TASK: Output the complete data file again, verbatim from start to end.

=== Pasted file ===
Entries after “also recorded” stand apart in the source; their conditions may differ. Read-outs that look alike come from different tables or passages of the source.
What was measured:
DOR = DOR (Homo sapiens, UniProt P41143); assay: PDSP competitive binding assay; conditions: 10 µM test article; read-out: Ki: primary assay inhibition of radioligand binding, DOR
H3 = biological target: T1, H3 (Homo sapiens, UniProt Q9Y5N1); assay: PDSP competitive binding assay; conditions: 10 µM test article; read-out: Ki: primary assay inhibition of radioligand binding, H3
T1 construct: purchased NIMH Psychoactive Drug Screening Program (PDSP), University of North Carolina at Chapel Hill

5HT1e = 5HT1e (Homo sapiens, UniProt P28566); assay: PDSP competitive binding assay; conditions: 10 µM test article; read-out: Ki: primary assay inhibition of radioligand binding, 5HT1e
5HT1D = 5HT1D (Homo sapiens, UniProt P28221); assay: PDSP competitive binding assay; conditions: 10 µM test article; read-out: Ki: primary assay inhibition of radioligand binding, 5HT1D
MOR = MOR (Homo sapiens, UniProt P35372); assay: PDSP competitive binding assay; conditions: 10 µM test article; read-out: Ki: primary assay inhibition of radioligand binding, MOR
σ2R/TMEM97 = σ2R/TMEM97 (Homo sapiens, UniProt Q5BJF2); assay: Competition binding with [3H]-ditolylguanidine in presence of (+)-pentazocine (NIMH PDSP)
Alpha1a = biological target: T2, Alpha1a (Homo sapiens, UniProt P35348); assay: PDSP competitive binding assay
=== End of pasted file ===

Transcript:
Entries after “also recorded” stand apart in the source; their conditions may differ. Read-outs that look alike come from different tables or passages of the source.
What was measured:
DOR = DOR (Homo sapiens, UniProt P41143); assay: PDSP competitive binding assay; conditions: 10 µM test article; read-out: Ki: primary assay inhibition of radioligand binding, DOR
H3 = biological target: T1, H3 (Homo sapiens, UniProt Q9Y5N1); assay: PDSP competitive binding assay; conditions: 10 µM test article; read-out: Ki: primary assay inhibition of radioligand binding, H3
T1 construct: purchased NIMH Psychoactive Drug Screening Program (PDSP), University of North Carolina at Chapel Hill

5HT1e = 5HT1e (Homo sapiens, UniProt P28566); assay: PDSP competitive binding assay; conditions: 10 µM test article; read-out: Ki: primary assay inhibition of radioligand binding, 5HT1e
5HT1D = 5HT1D (Homo sapiens, UniProt P28221); assay: PDSP competitive binding assay; conditions: 10 µM test article; read-out: Ki: primary assay inhibition of radioligand binding, 5HT1D
MOR = MOR (Homo sapiens, UniProt P35372); assay: PDSP competitive binding assay; conditions: 10 µM test article; read-out: Ki: primary assay inhibition of radioligand binding, MOR
σ2R/TMEM97 = σ2R/TMEM97 (Homo sapiens, UniProt Q5BJF2); assay: Competition binding with [3H]-ditolylguanidine in presence of (+)-pentazocine (NIMH PDSP)
Alpha1a = biological target: T2, Alpha1a (Homo sapiens, UniProt P35348); assay: PDSP competitive binding assay